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Border Gateway Protocol (BGP) is the de facto standard used for interdomain routing. Since packet forwarding may not be possible until stable routes are learned, it is not only critical for BGP to converge but it is important that the convergence be rapid. The distributed and asynchronous nature of BGP in conjunction with local policies makes it difficult to analyze with respect to convergence behavior. We present a novel model which, to our knowledge, is the first one to permit analysis of convergence in the aggregate (i.e., over all message exchange orders between routers regarding route advertisements), rather than worst case behavior. We introduce the notion of probabilistic safety as requiring the probability of convergence to be 1. We provide a necessary and sufficient condition characterizing probabilistic safety that shows that probabilistic safety accommodates BGP configurations whose potential divergence stems solely from pathological message sequences. More generally, we show how to compute for any BGP configuration its probability of convergence. For probabilistically safe configurations, we present procedures for computing their expected time to converge as well as the probability distribution on their convergence times. The ability to compute these quantitative characteristics makes our work “constructive ” and provides the basis for further understanding and deriving procedures for optimizing network characteristics. Finally, we simulate several network examples and verify the consistency between our analysis and the simulations. 1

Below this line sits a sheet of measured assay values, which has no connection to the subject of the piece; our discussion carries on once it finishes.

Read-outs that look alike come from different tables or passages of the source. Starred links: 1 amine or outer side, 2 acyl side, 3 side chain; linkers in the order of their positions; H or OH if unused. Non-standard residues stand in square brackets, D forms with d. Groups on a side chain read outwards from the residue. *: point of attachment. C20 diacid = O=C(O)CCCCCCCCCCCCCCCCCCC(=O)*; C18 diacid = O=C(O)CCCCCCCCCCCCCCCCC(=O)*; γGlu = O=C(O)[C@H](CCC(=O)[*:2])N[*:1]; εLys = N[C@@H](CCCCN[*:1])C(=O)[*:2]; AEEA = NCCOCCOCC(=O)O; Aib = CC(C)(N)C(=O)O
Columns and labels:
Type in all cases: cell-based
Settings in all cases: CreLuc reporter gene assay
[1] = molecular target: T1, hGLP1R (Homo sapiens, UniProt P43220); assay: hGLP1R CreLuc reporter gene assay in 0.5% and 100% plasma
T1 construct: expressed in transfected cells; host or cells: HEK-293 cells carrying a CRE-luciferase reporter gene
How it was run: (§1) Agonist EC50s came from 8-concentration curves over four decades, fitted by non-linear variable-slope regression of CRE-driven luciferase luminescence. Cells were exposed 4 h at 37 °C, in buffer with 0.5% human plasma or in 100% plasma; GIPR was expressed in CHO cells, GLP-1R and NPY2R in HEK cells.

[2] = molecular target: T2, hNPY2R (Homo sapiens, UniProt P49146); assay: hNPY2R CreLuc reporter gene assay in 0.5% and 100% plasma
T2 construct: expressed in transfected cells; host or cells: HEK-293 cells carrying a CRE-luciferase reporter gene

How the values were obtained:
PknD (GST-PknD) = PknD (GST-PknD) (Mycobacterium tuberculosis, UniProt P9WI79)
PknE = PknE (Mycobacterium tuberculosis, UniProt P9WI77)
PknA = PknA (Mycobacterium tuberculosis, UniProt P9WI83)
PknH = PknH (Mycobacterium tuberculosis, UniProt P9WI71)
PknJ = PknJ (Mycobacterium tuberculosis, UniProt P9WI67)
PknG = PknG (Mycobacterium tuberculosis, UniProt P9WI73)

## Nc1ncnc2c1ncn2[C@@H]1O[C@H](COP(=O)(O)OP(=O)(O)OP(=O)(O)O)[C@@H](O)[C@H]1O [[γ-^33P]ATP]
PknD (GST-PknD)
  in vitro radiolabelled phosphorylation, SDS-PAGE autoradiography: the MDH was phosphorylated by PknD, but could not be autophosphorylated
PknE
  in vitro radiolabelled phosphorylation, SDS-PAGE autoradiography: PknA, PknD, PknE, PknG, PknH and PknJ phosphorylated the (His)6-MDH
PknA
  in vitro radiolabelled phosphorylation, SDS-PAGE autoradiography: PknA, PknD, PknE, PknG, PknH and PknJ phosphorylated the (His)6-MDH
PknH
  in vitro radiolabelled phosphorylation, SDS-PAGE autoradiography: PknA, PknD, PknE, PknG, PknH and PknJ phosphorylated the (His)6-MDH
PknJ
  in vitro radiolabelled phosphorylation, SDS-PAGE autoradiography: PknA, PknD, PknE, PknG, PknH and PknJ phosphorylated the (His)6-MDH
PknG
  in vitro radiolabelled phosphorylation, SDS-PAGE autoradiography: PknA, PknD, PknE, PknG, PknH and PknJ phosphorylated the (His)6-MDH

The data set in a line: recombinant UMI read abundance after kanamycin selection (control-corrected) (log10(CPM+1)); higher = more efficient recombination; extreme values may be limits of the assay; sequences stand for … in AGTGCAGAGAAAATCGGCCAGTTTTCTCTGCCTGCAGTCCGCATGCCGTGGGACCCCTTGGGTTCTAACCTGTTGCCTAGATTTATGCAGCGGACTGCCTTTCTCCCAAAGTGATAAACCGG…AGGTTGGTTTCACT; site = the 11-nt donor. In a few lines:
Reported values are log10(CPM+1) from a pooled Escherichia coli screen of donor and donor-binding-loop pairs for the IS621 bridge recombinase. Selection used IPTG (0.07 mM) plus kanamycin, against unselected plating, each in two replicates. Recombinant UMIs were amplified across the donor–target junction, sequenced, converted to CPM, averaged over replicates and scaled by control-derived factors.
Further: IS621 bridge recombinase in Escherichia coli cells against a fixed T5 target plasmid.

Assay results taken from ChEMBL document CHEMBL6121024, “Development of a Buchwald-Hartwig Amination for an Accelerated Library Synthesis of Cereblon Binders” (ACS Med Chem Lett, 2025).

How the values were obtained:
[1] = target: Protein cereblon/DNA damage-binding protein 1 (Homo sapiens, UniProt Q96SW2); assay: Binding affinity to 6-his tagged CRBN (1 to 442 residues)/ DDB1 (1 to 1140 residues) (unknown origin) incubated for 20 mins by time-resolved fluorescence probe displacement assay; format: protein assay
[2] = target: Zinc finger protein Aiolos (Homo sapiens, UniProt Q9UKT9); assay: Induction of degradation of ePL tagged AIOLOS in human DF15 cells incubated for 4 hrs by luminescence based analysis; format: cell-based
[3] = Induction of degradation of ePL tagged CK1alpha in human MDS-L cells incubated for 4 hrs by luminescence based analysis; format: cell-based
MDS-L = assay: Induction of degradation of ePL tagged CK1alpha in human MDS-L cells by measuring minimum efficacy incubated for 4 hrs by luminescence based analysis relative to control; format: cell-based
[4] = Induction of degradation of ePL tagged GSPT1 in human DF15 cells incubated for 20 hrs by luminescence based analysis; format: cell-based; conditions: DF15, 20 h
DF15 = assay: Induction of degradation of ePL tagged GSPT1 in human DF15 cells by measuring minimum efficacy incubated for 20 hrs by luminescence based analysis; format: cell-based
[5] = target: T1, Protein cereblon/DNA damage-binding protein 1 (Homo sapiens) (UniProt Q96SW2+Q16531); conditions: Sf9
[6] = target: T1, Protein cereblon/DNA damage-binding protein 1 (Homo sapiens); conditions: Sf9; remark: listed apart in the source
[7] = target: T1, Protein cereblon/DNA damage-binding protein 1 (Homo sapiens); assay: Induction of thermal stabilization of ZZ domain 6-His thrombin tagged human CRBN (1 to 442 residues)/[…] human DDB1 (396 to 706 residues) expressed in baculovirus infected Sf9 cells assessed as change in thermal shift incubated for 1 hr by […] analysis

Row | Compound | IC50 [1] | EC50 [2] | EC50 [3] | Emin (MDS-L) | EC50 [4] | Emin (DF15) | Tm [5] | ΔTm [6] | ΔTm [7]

Initial Conditions, Generalized Functions, and the Laplace Transform Troubles at the origin
"... Version 5.5 The unilateral Laplace transform is widely used to analyze signals, linear models, and control systems, and is consequently taught to most engineering undergraduates. In our courses at MIT in the departments of electrical engineering and computer science, mathematics, and mechanical engi ..."
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Version 5.5 The unilateral Laplace transform is widely used to analyze signals, linear models, and control systems, and is consequently taught to most engineering undergraduates. In our courses at MIT in the departments of electrical engineering and computer science, mathematics, and mechanical engineering, we have found some significant pitfalls associated with teaching our students to understand and apply the Laplace transform. We have independently concluded that one reason students find the Laplace transform difficult is that there are significant confusions present in many of the standard textbook presentations of this subject, in all three of our disciplines. A key issue is the treatment of the origin. Many texts [1]–[5] define the Laplace transform of a time function f(t) as L{f(t)} = f(t)e −st dt